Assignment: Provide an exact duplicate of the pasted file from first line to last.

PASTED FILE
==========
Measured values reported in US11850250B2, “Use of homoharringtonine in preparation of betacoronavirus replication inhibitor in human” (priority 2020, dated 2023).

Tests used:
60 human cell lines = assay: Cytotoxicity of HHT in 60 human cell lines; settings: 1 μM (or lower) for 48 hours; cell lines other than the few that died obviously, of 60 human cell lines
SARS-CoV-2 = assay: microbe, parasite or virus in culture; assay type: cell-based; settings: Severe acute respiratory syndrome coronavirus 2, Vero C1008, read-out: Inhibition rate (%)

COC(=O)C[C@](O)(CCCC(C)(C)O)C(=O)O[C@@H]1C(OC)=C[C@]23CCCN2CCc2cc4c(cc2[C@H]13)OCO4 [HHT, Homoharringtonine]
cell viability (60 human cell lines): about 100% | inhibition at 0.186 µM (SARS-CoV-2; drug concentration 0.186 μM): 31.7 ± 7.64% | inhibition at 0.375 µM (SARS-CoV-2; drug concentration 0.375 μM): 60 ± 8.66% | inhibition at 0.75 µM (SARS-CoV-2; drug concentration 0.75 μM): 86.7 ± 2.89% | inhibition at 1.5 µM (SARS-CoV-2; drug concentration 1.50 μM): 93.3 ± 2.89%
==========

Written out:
Measured values reported in US11850250B2, “Use of homoharringtonine in preparation of betacoronavirus replication inhibitor in human” (priority 2020, dated 2023).

Tests used:
60 human cell lines = assay: Cytotoxicity of HHT in 60 human cell lines; settings: 1 μM (or lower) for 48 hours; cell lines other than the few that died obviously, of 60 human cell lines
SARS-CoV-2 = assay: microbe, parasite or virus in culture; assay type: cell-based; settings: Severe acute respiratory syndrome coronavirus 2, Vero C1008, read-out: Inhibition rate (%)

COC(=O)C[C@](O)(CCCC(C)(C)O)C(=O)O[C@@H]1C(OC)=C[C@]23CCCN2CCc2cc4c(cc2[C@H]13)OCO4 [HHT, Homoharringtonine]
cell viability (60 human cell lines): about 100% | inhibition at 0.186 µM (SARS-CoV-2; drug concentration 0.186 μM): 31.7 ± 7.64% | inhibition at 0.375 µM (SARS-CoV-2; drug concentration 0.375 μM): 60 ± 8.66% | inhibition at 0.75 µM (SARS-CoV-2; drug concentration 0.75 μM): 86.7 ± 2.89% | inhibition at 1.5 µM (SARS-CoV-2; drug concentration 1.50 μM): 93.3 ± 2.89%